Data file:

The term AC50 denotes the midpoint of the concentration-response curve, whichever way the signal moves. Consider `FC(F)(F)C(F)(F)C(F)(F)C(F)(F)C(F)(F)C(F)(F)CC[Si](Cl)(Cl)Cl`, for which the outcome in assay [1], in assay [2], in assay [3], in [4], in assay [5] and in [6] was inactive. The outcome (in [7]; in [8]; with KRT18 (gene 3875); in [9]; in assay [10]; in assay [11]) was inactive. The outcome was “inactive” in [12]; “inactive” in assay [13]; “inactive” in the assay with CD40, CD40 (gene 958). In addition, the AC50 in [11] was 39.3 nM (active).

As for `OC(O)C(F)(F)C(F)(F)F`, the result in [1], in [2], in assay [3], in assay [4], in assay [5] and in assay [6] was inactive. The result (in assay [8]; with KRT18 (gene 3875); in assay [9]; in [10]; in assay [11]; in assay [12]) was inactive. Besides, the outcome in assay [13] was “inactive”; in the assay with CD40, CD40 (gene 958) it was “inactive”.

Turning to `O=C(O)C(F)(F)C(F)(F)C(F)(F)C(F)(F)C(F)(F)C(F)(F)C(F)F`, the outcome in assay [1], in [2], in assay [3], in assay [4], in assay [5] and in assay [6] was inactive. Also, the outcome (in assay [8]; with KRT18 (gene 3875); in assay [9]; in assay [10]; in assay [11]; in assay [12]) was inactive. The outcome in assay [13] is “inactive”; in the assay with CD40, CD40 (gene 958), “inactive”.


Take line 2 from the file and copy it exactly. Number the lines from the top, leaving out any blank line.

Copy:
As for `OC(O)C(F)(F)C(F)(F)F`, the result in [1], in [2], in assay [3], in assay [4], in assay [5] and in assay [6] was inactive. The result (in assay [8]; with KRT18 (gene 3875); in assay [9]; in [10]; in assay [11]; in assay [12]) was inactive. Besides, the outcome in assay [13] was “inactive”; in the assay with CD40, CD40 (gene 958) it was “inactive”.